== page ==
One of the greatest benefits of owning a saltwater pool is that they require less maintenance than a traditional chlorine swimming pool. But there are some pitfalls to watch out for that can become very costly if not addressed. Here are some of the biggest maintenance tasks to keep your salt chlorine generator running well:
- Maintain optimal salt levels between 2,700 ppm and 3,400 ppm (3,200 ppm is ideal)
- Clean the chlorine generator unit regularly
- Monitor calcium levels
- Turn the power off to the pool filtration system during electrical storms
- Use a salt-chlorine generator with reverse polarity
Why Salt Concentration is Important
High salt levels in the pool will corrode metals prematurely. If you are installing a new pool, consider using brass instead of steel for ladder fixtures. If brass is not available, steel elements should be coated with an anti-corrosive to slow the process down. Without protection, a steel pool ladder will erode within a few years.
Low salt levels are also a concern because this is how the pool system creates chlorine. Insufficient salt levels will result in low chlorine levels. As a result, swimming conditions will be less sanitary, and swimmers may experience irritation of the skin and eyes, bacterial infections, and diarrhea. Read my article on how to test salt levels to find out where your pool stands.
Routine Maintenance and Cleaning
At the beginning of the season, pool owners should thoroughly clean all components of the pool’s filtration system. This includes the salt chlorine generator. Try to avoid too frequent cleaning as this is one of the common causes of a shortened lifespan, but do remove build-up and clean the unit at least once per season.
Why Calcium Levels are Important to a Saltwater Pool
Calcium is added to pool water to prevent the water from leaching certain substances out of pool equipment. While calcium is important in your pool water, high levels will clog the filtration system and lead to a shortened lifespan for the salt chlorine generator.
Pool Filtration Systems and Electrical Storms
Another leading cause of premature failure of pool equipment is an electrical shock from a lightning storm. Water is an excellent conductor of electricity, so swimming pools are naturally prone to attracting lightning strikes. The best practice is to unplug the filtration system during inclement weather.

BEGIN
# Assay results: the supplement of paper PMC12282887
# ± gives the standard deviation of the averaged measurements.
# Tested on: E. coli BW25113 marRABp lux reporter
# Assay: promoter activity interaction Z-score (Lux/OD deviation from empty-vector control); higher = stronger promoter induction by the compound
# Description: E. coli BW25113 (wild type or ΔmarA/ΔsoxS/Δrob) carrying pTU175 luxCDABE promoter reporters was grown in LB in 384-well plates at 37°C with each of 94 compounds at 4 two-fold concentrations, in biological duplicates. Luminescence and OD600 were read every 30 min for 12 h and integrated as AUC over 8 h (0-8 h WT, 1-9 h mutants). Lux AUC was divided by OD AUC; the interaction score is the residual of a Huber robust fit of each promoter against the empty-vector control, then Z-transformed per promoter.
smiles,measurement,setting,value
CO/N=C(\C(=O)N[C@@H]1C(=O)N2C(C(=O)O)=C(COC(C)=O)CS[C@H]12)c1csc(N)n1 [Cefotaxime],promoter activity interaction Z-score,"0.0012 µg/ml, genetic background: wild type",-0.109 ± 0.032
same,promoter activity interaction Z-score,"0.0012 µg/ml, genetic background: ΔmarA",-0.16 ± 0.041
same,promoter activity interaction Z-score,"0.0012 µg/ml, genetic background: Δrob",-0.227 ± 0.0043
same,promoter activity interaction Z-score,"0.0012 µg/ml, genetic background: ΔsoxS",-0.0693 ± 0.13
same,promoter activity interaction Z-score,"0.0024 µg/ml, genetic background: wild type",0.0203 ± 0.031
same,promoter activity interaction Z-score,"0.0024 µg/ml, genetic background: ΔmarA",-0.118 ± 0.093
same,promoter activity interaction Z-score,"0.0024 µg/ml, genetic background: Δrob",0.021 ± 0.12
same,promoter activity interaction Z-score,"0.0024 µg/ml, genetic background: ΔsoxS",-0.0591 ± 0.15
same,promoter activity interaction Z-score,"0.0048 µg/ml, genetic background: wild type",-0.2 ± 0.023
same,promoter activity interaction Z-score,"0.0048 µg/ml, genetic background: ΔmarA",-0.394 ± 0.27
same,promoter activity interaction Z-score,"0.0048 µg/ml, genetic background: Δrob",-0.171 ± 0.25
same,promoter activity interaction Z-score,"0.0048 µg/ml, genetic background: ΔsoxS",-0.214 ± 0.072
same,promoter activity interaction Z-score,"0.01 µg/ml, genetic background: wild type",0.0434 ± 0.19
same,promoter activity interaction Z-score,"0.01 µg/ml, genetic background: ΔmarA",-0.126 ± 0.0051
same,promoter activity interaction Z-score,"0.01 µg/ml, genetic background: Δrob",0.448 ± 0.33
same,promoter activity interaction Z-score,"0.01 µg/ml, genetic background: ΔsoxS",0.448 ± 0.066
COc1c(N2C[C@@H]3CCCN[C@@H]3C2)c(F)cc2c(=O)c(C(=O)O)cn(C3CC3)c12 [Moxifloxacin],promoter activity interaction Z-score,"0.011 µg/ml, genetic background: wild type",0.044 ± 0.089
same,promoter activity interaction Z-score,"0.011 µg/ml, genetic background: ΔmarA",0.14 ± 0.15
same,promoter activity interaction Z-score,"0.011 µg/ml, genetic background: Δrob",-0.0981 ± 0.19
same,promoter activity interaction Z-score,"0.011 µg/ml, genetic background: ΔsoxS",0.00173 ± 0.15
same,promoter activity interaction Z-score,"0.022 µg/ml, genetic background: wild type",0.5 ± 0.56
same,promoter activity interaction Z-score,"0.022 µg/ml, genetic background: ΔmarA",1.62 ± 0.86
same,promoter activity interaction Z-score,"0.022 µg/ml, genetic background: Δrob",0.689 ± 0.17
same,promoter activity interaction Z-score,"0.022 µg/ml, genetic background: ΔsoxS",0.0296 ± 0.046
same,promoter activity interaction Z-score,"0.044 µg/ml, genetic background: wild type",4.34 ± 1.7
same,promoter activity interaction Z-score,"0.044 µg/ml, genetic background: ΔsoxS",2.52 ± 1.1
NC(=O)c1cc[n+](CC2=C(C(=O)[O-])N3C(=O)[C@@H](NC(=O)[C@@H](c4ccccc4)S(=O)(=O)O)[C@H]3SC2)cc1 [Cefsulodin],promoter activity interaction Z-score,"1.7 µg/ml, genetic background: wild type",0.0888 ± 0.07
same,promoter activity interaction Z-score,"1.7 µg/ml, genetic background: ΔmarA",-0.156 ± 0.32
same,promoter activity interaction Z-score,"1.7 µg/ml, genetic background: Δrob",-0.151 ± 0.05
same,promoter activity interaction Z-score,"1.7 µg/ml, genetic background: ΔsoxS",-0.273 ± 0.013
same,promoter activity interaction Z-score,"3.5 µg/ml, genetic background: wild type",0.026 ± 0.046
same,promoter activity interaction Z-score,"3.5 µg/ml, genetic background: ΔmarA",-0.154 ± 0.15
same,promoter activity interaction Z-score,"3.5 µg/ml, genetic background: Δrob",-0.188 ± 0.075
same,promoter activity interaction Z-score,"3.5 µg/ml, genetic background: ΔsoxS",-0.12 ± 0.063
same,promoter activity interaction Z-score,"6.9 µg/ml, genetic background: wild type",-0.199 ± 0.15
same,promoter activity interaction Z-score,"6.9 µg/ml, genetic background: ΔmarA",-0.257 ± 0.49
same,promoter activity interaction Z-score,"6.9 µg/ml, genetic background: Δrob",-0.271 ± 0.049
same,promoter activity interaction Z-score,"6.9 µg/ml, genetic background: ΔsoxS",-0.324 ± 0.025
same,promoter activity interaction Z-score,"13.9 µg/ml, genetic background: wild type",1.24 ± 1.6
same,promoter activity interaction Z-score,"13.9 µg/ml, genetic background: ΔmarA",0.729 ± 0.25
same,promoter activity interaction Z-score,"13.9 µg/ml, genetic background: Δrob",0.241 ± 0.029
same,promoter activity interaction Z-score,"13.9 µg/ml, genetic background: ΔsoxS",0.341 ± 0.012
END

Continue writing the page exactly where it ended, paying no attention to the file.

Salt Chlorine Generators and Polarity
Most salt chlorine generators come with an option to reverse the polarity. This is also sometimes called a “self-cleaning mode.” What this does is removes the build-up of extra calcium that can prematurely erode the electrodes on the unit.
How Long Do Salt Chlorine Generators Last?
Salt chlorine generators typically last 3-10 years. There is a lot of variation because a number of factors will affect the useful life of one unit. Everything from the environment, amount of use, quality of pool water, and other conditions directly impact the lifespan. Even in favorable conditions, some units will fail. If you need to hook up a new salt chlorinator, read my guide on how to install a salt chlorine generator.
Should You Convert to a Saltwater Pool?
Along with the lower maintenance costs, saltwater pools are typically easier on the skin and eyes than traditional chlorine pools. You also lose a lot of the strong chlorine smell and have a smaller checklist of maintenance tasks. The initial conversion does have a high upfront cost, though. If you’re thinking about converting, read my saltwater pool conversion guide.